A Wrinkle in Time can be read on many levels. A ten year old might read it as a straight adventure; but an older reader may draw out observations about who we listen to, who we trust, what choices we make, and what sort of society we want to build. Personally, as a miserable young teenager, awkward at school, ugly with braces, and with a loving but dominant mother, I resonated profoundly with Meg; like her, I drew a few conclusions about not judging people by their public face, and not relying on adults to make everything better. Meg's surliness was painful to read, but instructive; this was one of the books that really helped me grow up.

So many years later, I am still struck by its wisdom. By turns sad and hilarious, frightening and kind, this is a book for older children and adults alike. I highly recommend it.

(A Wrinkle in Time won the Newbery Medal in 1962.)

Thursday, January 6, 2011

One Magic Square

One Magic Square

Late last year, I found myself thinking about horta; and in thinking about horta, I remembered an interview on Gardening Australia. An organic gardener was asked what happens when insects attack the leafy greens. 'Then you get holes,' replied the gardener, smiling, 'and you can eat holes.'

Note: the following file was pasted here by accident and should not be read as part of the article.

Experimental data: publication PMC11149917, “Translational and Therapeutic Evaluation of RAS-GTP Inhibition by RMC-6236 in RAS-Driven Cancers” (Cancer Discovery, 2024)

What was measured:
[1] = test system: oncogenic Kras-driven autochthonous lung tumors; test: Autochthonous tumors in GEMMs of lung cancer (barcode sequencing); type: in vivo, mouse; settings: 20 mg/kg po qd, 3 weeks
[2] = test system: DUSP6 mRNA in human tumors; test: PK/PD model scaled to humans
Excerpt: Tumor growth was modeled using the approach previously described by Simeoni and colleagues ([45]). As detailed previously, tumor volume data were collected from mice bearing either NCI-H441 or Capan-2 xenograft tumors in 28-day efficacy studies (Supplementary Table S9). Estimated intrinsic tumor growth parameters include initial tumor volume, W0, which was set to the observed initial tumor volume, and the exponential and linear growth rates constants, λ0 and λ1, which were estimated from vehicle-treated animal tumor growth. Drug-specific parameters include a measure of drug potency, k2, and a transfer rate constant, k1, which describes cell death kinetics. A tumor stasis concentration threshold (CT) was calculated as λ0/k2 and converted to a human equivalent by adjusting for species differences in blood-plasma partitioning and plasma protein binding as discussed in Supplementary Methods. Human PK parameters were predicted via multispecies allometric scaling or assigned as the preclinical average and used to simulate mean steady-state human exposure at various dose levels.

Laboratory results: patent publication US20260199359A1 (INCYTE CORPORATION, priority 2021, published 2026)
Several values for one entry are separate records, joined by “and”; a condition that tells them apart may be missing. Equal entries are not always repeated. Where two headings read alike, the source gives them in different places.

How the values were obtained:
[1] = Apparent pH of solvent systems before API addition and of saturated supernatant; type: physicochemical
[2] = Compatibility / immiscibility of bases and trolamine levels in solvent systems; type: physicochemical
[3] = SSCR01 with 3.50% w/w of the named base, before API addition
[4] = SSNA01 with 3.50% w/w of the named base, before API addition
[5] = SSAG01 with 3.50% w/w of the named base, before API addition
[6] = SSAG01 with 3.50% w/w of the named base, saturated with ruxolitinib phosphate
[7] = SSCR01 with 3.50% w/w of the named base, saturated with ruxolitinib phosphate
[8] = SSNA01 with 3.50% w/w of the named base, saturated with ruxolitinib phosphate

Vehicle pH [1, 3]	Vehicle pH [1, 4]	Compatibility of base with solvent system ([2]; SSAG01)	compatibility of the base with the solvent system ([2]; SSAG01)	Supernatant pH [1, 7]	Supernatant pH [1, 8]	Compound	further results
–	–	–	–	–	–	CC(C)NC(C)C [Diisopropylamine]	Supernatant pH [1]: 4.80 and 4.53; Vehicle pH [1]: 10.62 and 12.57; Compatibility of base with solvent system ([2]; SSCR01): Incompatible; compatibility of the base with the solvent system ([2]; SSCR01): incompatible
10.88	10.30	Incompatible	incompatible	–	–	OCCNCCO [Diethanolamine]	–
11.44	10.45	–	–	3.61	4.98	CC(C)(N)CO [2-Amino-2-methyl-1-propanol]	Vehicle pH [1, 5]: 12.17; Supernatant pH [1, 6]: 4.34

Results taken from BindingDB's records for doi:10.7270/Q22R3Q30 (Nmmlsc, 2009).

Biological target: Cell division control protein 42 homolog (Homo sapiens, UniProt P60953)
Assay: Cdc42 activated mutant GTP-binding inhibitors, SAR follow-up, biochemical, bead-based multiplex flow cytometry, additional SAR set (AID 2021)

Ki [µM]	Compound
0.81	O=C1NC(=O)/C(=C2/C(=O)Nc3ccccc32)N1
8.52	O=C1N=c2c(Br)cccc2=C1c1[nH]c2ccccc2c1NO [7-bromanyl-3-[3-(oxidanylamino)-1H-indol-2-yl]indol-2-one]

I was so charmed that I looked up the interview. The gardener was Lolo Houbein, author of One Magic Square. My husband bought me the book for Christmas and, now I've read it from cover to cover, I am more enchanted than ever. In her book, Lolo talks about vegetable gardening in a way that is generous and sustainable, pitched to the imperfect Australian backyard gardener ie me. Her tone is lovely throughout: thoughtful, encouraging, and full of good humour.

Lolo suggests that most veggie gardens fail because we start too big. Instead, she says, start with a single square, one metre by one metre. This is an achievable size to weed, water and maintain – and it is also as much space as many of us have in these days of tiny backyards.

To make the most of this square, Lolo recommends dense plantings of mixed crops. Early crops shade successive crops, and the gardener gains much satisfaction from the little garden. The book includes schemes for planting the square, with names such as the Aztec plot, the Salad Plot, and the Soup Plot; each scheme is followed by a few casual recipes. The schemes are not overly grand, and projects are listed in steps so that you can do a small job each day. When the job is finished, Lolo suggests, come inside, have a cup of tea and feel good about yourself. Any food you grow is a bonus. Don't try to do everything at once, she says. Don't get discouraged. Instead, relish what you can manage and celebrate it.